The Insurance Regulatory and Development Authority (IRDA) has announced an overnight ban on all universal life insurance plans (ULPs). The regulator has told insurance companies that all current universal life plans will cease to exist from October 22.
Universal life plans are traditional life insurance products. However, unlike typical endowment products, the returns under these plans are not linked to ‘bonuses’ announced by the company. Also, these have similarities to unit-linked insurance plans (ULIPs) in terms of flexibility. Only four companies — Max New York Life, Aviva Life, Bharti Axa Life and Reliance Life — offer these plans.
One reason why ULPs have come under fire is because they are seen to offer a regulatory arbitrage to life companies. While it offers flexibility to ULIPs, there are no restrictions on charges that ULIPs are subject to. The result: Companies have built in high commissions into these plans. In a way, they also contain the shortcomings of both traditional and unit-linked insurance plans — high costs and curbs on returns.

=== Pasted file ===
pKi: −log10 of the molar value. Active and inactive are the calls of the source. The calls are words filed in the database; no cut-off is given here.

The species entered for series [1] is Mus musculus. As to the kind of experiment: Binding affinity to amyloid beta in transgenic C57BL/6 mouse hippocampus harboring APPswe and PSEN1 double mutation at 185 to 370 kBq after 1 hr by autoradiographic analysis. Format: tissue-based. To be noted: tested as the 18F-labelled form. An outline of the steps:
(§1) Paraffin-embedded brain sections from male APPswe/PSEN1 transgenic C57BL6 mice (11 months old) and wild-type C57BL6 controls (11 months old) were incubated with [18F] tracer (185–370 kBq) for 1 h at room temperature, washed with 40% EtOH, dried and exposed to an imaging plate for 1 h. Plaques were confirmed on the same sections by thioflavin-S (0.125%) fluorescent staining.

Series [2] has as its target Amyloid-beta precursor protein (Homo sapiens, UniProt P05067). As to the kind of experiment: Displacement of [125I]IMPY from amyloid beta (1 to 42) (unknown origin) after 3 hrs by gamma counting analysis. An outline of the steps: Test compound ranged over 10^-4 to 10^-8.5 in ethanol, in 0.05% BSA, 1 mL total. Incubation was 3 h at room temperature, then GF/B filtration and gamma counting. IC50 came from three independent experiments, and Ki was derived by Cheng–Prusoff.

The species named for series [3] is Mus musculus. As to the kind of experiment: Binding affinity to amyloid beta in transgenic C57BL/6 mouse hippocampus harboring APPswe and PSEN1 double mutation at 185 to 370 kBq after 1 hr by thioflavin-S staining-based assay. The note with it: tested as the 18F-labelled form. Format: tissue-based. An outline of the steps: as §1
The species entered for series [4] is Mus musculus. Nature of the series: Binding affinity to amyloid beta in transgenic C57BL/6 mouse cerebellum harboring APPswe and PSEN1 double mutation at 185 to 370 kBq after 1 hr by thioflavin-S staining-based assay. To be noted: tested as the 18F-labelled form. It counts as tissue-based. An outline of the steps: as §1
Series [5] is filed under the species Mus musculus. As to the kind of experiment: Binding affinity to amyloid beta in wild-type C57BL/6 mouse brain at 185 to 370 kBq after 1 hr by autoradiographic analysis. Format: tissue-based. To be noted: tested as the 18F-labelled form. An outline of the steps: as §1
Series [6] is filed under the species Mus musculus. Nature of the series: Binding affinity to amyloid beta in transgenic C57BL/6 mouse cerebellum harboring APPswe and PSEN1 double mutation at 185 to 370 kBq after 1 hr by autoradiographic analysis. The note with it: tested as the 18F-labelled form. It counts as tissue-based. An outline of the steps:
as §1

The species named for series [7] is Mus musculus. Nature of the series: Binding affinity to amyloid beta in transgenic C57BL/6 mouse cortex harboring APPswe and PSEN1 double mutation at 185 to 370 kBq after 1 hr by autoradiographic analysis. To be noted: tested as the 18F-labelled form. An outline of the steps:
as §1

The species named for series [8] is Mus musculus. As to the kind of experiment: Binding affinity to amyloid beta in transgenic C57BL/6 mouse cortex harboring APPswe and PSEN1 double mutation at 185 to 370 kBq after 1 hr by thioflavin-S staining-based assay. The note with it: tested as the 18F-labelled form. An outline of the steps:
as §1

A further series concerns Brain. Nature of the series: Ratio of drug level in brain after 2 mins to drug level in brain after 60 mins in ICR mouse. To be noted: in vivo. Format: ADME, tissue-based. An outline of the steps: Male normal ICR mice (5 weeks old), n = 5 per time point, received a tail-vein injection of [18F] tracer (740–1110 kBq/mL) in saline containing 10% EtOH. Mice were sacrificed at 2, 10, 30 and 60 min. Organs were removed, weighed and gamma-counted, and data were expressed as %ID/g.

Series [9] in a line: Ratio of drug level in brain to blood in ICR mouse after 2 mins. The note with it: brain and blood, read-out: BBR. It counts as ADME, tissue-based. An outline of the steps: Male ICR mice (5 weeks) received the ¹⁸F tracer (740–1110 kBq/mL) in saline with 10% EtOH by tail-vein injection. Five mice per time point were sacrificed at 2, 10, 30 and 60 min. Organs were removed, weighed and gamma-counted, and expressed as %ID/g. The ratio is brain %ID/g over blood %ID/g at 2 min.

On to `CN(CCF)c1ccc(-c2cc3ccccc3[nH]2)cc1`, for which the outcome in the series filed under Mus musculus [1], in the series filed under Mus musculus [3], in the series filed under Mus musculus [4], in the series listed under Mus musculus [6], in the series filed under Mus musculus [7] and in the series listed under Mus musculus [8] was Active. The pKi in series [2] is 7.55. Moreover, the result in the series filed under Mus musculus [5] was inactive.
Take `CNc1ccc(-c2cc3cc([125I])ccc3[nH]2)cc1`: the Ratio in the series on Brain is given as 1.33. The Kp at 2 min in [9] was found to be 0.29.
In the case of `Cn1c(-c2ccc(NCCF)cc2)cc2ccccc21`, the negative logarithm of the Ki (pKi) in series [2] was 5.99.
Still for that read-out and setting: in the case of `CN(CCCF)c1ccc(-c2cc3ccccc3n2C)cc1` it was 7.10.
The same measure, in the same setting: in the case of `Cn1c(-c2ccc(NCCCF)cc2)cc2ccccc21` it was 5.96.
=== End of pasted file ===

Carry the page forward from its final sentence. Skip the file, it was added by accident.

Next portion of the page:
In a circular to all insurance companies on Thursday, Irda released draft guidelines for new ULPs and informed companies that all current ULPs would cease to exist from the close of business on Friday. Irda has issued draft guidelines for new ULPs (variable insurance plans) and sought to get comments from companies before the end of the month.
Irda chairman had earlier made it clear that ULPs would be the next target of regulation. The move, however, has caught some companies off-guard. “It is very difficult to implement an order overnight since there are lakhs of agents, and policies would be at various stages of acceptance,” said an official of a private life insurance company.
Companies selling ULPs are expected to make a representation to the regulator seeking to buy time.
However, some CEOs feel the move merely aligns guidelines for ULIPs with those of ULPs and does away with the regulatory arbitrage that some companies had been taking advantage of. Another CEO of a private life company pointed out that in the past whenever Irda asked companies to stop selling a month or so in advance, companies have taken undue advantage of this and have actually pushed these products by positioning them as a “limited period offer”.